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U.S. Bishops Travel to Iraq, Meet Displaced Christians

27 Jan 2015 – By Dale Gavlak

AIN KAWA, Iraq (CNS) — One of Iraq’s Christians chased out of her historic homeland quietly prayed the rosary as a bishop who traveled halfway around the world to meet her and others displaced celebrated Mass for them.

“It’s a journey of encountering God, the poor and the dispossessed,” Bishop Oscar Cantu, chairman of the Committee on International Justice and Peace of the U.S. Conference of Catholic Bishops, told the gathering in this predominantly Christian enclave in Erbil, capital of the northern Kurdistan region.

Bishop Cantu traveled to northern Iraq with a USCCB delegation 16-20 January to see the needs of displaced Christians and other religious minorities. The delegation plans to share its findings and views with policymakers on Capitol Hill.

The elderly woman, wearing a traditional long robe, sat transfixed during the homily, silent except for the clicking of her rosary beads.

Tears welled up in her eyes as she remembered having to escape her mainly Christian village of Qaraqosh in August after it was brutally attacked by Islamic State militants.

Now, she lives in poverty among 113 families in a tent camp erected in a tiny park outside the St. Ellial Chaldean Catholic Chapel. Deeply traumatized, many feel lost.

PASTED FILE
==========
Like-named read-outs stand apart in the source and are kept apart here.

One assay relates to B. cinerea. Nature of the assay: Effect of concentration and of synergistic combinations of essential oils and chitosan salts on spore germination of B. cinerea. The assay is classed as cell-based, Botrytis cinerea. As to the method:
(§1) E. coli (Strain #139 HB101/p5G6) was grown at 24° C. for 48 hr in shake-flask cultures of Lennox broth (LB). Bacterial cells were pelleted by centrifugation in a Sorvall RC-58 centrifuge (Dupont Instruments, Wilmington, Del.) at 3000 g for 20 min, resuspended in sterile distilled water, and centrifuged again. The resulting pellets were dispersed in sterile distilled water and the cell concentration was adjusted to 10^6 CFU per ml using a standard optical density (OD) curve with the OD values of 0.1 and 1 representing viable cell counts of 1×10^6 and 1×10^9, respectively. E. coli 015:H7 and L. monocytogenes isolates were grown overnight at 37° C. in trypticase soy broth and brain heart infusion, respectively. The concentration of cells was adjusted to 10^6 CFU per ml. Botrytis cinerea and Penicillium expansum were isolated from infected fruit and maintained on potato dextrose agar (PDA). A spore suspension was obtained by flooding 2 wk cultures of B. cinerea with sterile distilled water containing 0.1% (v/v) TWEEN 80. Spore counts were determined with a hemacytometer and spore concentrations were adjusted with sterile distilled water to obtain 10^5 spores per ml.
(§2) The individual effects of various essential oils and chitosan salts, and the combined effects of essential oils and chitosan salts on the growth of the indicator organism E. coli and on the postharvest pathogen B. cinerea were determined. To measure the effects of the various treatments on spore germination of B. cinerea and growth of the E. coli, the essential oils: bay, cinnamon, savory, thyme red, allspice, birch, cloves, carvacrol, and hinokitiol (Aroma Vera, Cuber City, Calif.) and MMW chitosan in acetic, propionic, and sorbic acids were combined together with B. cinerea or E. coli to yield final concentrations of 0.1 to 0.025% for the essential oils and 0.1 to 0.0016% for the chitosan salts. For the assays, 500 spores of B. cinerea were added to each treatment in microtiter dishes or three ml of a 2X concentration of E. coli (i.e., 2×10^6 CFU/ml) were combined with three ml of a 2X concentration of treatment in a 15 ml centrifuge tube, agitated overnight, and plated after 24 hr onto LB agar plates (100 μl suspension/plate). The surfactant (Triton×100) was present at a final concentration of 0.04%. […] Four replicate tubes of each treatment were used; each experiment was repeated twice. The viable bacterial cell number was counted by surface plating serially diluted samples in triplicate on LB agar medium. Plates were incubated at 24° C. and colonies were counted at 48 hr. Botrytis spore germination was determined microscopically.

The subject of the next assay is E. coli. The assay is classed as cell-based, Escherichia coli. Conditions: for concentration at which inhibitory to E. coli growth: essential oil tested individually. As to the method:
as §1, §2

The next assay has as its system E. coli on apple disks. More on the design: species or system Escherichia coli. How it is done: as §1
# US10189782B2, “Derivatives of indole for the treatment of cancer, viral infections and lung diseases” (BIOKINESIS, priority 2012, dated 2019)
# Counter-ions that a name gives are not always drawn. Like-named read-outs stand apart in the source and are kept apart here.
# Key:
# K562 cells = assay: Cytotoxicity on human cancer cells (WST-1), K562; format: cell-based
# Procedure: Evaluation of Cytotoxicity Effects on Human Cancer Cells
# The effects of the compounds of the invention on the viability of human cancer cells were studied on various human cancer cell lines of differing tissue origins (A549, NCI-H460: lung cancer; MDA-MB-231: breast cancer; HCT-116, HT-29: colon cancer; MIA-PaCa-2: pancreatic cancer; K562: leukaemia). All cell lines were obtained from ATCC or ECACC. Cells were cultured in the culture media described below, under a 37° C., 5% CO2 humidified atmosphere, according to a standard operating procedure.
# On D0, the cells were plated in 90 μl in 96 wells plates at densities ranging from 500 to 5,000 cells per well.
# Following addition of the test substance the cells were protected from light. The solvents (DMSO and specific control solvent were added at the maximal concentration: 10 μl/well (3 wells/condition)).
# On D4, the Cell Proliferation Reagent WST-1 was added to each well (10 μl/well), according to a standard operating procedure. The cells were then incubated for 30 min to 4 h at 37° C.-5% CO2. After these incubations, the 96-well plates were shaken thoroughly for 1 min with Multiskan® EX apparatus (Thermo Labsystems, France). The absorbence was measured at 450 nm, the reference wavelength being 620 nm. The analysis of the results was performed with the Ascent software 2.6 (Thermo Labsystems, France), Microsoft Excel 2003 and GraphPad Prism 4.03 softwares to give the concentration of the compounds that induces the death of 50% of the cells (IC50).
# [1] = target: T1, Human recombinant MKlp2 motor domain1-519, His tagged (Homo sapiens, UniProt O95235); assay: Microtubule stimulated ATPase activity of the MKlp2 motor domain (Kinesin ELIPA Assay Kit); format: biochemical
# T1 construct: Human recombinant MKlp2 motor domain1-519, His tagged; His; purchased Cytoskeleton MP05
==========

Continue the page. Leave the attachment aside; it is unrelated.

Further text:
All are dependent on church assistance, and they wonder what future awaits them. The Islamic State onslaught forced them to leave behind possessions in a quick escape where the choice was conversion to Islam or death.

The Kurdish region is hosting more than 800,000 Iraqi religious minorities fleeing Islamic State terror, according to the United Nations.

“It’s a journey of encountering Christ, walking with him and falling in love with him,” said Bishop Cantu, who heads the Diocese of Las Cruces, New Mexico.

The words were reminiscent of those spoken by another displaced Iraqi Christian, who said that Jesus told him to ‘“Come and follow me.”

“Pray as we encounter the many displaced and uprooted from their land and for the many responding to their needs in a beautiful way,” said Bishop Cantu, referring to vast Catholic charity work undertaken by Iraq’s parishes and international Catholic aid agencies.

“Continue to tell their stories as an encounter with God,” Bishop Cantu said.

That’s exactly what Stephen Colecchi, who directs the USCCB Office of International Justice and Peace, and Kevin Appleby, director of USCCB Office of Migration Policy and Public Affairs, plan to do with U.S. policymakers, Catholic leaders, congregations and supporters.

Here are a few of the stories they may be sharing.

While Iraqi Catholics in Ain Kawa recently celebrated three new deacons set to enter the priesthood as a sign of renewed hope for the future, the area’s Chaldean Catholic archbishop expressed deep concerns.

Archbishop Bashar Warda of Erbil estimated 60 Iraqi Christians, many qualified professionals, are fleeing the country daily in the belief that “peace will not return.”

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Tags: Iraq Middle East Christians Iraqi Christians Iraqi Refugees U.S. Bishops